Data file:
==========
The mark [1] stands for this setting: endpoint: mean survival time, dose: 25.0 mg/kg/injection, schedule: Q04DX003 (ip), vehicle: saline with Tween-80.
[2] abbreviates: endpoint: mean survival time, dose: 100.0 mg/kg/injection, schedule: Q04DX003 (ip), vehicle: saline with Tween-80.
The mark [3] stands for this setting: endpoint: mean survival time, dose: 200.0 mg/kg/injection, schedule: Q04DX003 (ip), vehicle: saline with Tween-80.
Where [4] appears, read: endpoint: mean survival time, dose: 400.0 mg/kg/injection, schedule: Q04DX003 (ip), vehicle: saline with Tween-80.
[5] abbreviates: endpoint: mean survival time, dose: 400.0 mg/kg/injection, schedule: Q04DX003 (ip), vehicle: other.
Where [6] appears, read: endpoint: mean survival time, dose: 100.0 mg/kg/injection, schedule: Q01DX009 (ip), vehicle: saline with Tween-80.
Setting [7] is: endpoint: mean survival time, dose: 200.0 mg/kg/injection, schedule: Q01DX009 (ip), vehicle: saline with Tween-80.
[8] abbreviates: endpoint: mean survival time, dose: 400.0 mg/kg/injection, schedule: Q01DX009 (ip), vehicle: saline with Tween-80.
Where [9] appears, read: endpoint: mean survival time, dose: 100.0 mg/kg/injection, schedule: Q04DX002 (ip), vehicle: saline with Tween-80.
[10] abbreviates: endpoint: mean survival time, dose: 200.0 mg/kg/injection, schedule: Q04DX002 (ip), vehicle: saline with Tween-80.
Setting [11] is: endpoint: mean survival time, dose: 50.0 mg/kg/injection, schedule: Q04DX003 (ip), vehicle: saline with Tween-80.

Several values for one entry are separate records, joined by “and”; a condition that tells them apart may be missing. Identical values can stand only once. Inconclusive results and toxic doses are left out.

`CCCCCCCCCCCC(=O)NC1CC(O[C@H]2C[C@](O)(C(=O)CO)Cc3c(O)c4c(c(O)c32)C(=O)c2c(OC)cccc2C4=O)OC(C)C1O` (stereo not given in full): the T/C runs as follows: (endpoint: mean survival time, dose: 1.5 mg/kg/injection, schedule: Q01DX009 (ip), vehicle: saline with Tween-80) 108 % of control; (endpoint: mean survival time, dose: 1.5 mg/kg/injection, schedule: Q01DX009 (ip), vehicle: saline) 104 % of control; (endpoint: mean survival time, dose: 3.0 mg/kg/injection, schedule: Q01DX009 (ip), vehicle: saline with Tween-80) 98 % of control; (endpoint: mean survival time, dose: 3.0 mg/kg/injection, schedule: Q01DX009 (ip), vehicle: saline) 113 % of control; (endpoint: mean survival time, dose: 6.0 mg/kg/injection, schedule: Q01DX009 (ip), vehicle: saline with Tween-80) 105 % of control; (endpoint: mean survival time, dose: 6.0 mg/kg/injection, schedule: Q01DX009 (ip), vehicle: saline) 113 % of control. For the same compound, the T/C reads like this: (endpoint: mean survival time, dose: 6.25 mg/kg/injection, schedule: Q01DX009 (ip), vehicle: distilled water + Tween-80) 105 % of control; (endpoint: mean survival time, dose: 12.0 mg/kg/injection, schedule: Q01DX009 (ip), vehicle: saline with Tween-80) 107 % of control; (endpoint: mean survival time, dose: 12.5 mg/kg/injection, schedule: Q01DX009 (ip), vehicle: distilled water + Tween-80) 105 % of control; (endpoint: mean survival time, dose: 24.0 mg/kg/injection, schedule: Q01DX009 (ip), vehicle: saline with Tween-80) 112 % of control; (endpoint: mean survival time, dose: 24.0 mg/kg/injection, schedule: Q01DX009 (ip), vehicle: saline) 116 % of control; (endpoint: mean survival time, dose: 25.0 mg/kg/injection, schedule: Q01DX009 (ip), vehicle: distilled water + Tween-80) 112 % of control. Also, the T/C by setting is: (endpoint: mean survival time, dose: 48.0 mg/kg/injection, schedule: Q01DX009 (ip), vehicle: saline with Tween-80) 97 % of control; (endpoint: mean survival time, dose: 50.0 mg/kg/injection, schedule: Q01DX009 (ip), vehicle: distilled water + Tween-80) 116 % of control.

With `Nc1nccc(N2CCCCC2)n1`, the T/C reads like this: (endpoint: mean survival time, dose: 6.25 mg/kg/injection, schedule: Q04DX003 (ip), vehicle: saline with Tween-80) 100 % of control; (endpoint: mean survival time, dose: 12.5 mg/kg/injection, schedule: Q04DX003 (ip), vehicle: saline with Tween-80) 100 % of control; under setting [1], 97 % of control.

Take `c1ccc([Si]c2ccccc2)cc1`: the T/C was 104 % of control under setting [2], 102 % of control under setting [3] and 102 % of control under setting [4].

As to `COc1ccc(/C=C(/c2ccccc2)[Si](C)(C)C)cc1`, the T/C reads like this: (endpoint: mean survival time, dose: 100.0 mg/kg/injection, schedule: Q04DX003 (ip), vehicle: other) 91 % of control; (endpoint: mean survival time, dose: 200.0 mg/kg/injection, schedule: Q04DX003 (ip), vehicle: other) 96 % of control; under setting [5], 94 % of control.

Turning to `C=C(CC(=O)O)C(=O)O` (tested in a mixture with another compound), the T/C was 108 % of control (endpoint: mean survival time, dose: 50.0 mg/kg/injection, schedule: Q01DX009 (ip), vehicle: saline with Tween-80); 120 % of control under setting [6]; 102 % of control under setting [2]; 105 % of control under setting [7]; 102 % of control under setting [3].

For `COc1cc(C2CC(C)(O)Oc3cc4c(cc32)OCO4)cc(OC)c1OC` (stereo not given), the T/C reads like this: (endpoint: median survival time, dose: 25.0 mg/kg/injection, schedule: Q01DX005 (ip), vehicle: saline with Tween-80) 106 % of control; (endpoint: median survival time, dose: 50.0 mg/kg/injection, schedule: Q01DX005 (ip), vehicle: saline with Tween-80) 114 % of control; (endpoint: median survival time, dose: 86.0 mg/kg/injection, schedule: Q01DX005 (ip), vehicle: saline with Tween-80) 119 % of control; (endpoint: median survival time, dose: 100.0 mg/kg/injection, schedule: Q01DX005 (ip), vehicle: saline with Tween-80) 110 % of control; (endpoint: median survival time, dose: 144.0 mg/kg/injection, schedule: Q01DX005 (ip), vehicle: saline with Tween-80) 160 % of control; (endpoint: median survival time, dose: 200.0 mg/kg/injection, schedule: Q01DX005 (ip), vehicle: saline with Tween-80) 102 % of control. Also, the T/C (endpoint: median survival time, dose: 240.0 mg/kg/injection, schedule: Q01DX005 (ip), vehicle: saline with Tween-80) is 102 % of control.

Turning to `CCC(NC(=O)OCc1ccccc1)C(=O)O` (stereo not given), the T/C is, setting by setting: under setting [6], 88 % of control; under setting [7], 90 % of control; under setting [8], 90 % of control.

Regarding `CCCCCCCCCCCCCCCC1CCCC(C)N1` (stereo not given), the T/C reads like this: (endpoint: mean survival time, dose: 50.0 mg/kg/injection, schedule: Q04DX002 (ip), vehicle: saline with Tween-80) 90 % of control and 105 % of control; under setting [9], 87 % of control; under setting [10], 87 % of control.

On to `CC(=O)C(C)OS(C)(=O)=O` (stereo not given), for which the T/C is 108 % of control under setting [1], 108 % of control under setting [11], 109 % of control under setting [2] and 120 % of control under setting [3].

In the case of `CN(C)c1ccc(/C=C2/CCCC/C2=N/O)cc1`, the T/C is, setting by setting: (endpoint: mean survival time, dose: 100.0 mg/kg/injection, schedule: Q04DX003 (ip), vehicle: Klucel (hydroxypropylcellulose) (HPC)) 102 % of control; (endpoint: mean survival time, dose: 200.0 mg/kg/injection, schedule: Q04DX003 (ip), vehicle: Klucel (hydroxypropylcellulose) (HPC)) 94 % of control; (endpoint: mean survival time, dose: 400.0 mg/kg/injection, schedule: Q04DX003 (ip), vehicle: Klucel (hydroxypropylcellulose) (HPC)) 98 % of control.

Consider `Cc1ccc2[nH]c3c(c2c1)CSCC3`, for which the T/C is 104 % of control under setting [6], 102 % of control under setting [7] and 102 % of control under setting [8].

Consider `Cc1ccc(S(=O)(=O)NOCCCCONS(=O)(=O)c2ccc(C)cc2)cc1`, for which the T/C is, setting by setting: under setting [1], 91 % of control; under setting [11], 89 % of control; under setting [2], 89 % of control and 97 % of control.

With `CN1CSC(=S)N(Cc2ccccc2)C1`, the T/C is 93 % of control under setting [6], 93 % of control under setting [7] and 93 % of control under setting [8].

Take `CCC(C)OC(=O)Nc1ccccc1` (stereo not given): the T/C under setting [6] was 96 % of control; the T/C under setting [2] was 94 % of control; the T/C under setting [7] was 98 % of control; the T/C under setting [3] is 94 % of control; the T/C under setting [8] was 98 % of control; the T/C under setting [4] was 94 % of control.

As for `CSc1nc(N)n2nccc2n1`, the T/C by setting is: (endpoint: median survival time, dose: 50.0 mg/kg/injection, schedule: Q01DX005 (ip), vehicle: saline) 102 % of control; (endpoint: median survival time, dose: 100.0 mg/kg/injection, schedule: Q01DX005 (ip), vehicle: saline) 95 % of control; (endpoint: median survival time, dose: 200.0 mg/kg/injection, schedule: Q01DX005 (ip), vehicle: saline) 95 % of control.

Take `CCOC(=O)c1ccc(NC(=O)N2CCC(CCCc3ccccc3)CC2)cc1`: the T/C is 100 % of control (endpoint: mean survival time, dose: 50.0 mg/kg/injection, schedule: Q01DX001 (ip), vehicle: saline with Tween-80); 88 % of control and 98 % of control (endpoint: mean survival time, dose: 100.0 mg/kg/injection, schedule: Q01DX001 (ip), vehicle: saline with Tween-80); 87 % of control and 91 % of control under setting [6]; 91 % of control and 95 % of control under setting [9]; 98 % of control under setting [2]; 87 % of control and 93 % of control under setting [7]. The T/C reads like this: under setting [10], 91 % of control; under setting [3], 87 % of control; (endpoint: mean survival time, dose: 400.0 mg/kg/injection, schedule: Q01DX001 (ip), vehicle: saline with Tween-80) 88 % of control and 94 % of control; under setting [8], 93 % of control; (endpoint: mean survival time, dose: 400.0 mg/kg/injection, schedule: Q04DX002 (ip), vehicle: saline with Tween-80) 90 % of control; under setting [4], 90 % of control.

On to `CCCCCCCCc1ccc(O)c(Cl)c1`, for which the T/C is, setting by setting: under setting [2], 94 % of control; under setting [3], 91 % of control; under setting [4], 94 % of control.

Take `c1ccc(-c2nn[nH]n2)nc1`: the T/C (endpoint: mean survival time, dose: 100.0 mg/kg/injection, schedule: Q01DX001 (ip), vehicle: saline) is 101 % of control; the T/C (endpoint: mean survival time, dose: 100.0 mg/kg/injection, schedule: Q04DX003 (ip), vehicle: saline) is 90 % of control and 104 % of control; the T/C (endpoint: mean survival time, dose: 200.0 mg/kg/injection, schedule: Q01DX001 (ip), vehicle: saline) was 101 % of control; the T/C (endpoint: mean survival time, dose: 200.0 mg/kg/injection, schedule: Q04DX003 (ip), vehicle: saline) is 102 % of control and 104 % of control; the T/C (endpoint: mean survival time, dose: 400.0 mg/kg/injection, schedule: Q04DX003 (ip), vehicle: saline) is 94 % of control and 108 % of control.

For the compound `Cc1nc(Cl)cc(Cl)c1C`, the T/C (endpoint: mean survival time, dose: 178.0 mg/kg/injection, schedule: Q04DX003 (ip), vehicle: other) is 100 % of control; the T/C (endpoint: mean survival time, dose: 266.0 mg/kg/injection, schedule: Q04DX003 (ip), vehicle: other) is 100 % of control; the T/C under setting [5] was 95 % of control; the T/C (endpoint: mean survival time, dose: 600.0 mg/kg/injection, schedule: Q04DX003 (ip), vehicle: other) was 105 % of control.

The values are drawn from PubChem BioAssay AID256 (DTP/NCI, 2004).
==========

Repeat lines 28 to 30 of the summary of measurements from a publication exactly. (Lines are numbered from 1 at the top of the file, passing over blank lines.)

Take `CCOC(=O)c1ccc(NC(=O)N2CCC(CCCc3ccccc3)CC2)cc1`: the T/C is 100 % of control (endpoint: mean survival time, dose: 50.0 mg/kg/injection, schedule: Q01DX001 (ip), vehicle: saline with Tween-80); 88 % of control and 98 % of control (endpoint: mean survival time, dose: 100.0 mg/kg/injection, schedule: Q01DX001 (ip), vehicle: saline with Tween-80); 87 % of control and 91 % of control under setting [6]; 91 % of control and 95 % of control under setting [9]; 98 % of control under setting [2]; 87 % of control and 93 % of control under setting [7]. The T/C reads like this: under setting [10], 91 % of control; under setting [3], 87 % of control; (endpoint: mean survival time, dose: 400.0 mg/kg/injection, schedule: Q01DX001 (ip), vehicle: saline with Tween-80) 88 % of control and 94 % of control; under setting [8], 93 % of control; (endpoint: mean survival time, dose: 400.0 mg/kg/injection, schedule: Q04DX002 (ip), vehicle: saline with Tween-80) 90 % of control; under setting [4], 90 % of control.

On to `CCCCCCCCc1ccc(O)c(Cl)c1`, for which the T/C is, setting by setting: under setting [2], 94 % of control; under setting [3], 91 % of control; under setting [4], 94 % of control.

Take `c1ccc(-c2nn[nH]n2)nc1`: the T/C (endpoint: mean survival time, dose: 100.0 mg/kg/injection, schedule: Q01DX001 (ip), vehicle: saline) is 101 % of control; the T/C (endpoint: mean survival time, dose: 100.0 mg/kg/injection, schedule: Q04DX003 (ip), vehicle: saline) is 90 % of control and 104 % of control; the T/C (endpoint: mean survival time, dose: 200.0 mg/kg/injection, schedule: Q01DX001 (ip), vehicle: saline) was 101 % of control; the T/C (endpoint: mean survival time, dose: 200.0 mg/kg/injection, schedule: Q04DX003 (ip), vehicle: saline) is 102 % of control and 104 % of control; the T/C (endpoint: mean survival time, dose: 400.0 mg/kg/injection, schedule: Q04DX003 (ip), vehicle: saline) is 94 % of control and 108 % of control.